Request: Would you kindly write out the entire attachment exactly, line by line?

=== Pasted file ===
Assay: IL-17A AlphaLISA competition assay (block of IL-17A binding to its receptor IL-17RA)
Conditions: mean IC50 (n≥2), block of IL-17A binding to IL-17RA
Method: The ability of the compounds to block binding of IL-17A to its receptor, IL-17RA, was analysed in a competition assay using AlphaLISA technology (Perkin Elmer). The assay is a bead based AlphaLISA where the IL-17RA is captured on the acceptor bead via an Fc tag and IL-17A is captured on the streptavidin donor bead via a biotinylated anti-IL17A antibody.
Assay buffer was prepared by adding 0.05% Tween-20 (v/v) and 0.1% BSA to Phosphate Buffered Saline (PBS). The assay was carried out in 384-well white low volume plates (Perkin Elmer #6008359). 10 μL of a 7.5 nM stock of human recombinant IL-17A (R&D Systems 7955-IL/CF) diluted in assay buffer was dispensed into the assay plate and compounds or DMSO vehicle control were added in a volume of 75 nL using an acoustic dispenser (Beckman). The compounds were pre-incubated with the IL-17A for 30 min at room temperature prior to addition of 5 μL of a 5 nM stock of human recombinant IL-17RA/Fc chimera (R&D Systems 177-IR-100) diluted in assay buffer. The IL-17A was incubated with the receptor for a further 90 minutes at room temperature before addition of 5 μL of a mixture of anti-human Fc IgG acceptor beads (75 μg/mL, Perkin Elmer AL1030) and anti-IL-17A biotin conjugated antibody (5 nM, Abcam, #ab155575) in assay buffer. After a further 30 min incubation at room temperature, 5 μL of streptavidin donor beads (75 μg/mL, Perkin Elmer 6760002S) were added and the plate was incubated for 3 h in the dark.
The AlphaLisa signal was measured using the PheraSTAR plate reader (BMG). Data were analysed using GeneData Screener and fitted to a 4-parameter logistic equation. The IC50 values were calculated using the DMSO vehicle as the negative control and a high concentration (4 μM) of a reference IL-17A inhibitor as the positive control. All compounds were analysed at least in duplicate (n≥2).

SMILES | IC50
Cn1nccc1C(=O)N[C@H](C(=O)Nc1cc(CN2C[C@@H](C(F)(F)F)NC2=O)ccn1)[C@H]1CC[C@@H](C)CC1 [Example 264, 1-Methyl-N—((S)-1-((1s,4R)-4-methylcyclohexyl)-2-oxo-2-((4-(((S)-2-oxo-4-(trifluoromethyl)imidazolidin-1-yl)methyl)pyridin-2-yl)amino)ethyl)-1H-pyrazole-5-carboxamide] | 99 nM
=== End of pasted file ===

Assay: IL-17A AlphaLISA competition assay (block of IL-17A binding to its receptor IL-17RA)
Conditions: mean IC50 (n≥2), block of IL-17A binding to IL-17RA
Method: The ability of the compounds to block binding of IL-17A to its receptor, IL-17RA, was analysed in a competition assay using AlphaLISA technology (Perkin Elmer). The assay is a bead based AlphaLISA where the IL-17RA is captured on the acceptor bead via an Fc tag and IL-17A is captured on the streptavidin donor bead via a biotinylated anti-IL17A antibody.
Assay buffer was prepared by adding 0.05% Tween-20 (v/v) and 0.1% BSA to Phosphate Buffered Saline (PBS). The assay was carried out in 384-well white low volume plates (Perkin Elmer #6008359). 10 μL of a 7.5 nM stock of human recombinant IL-17A (R&D Systems 7955-IL/CF) diluted in assay buffer was dispensed into the assay plate and compounds or DMSO vehicle control were added in a volume of 75 nL using an acoustic dispenser (Beckman). The compounds were pre-incubated with the IL-17A for 30 min at room temperature prior to addition of 5 μL of a 5 nM stock of human recombinant IL-17RA/Fc chimera (R&D Systems 177-IR-100) diluted in assay buffer. The IL-17A was incubated with the receptor for a further 90 minutes at room temperature before addition of 5 μL of a mixture of anti-human Fc IgG acceptor beads (75 μg/mL, Perkin Elmer AL1030) and anti-IL-17A biotin conjugated antibody (5 nM, Abcam, #ab155575) in assay buffer. After a further 30 min incubation at room temperature, 5 μL of streptavidin donor beads (75 μg/mL, Perkin Elmer 6760002S) were added and the plate was incubated for 3 h in the dark.
The AlphaLisa signal was measured using the PheraSTAR plate reader (BMG). Data were analysed using GeneData Screener and fitted to a 4-parameter logistic equation. The IC50 values were calculated using the DMSO vehicle as the negative control and a high concentration (4 μM) of a reference IL-17A inhibitor as the positive control. All compounds were analysed at least in duplicate (n≥2).

SMILES | IC50
Cn1nccc1C(=O)N[C@H](C(=O)Nc1cc(CN2C[C@@H](C(F)(F)F)NC2=O)ccn1)[C@H]1CC[C@@H](C)CC1 [Example 264, 1-Methyl-N—((S)-1-((1s,4R)-4-methylcyclohexyl)-2-oxo-2-((4-(((S)-2-oxo-4-(trifluoromethyl)imidazolidin-1-yl)methyl)pyridin-2-yl)amino)ethyl)-1H-pyrazole-5-carboxamide] | 99 nM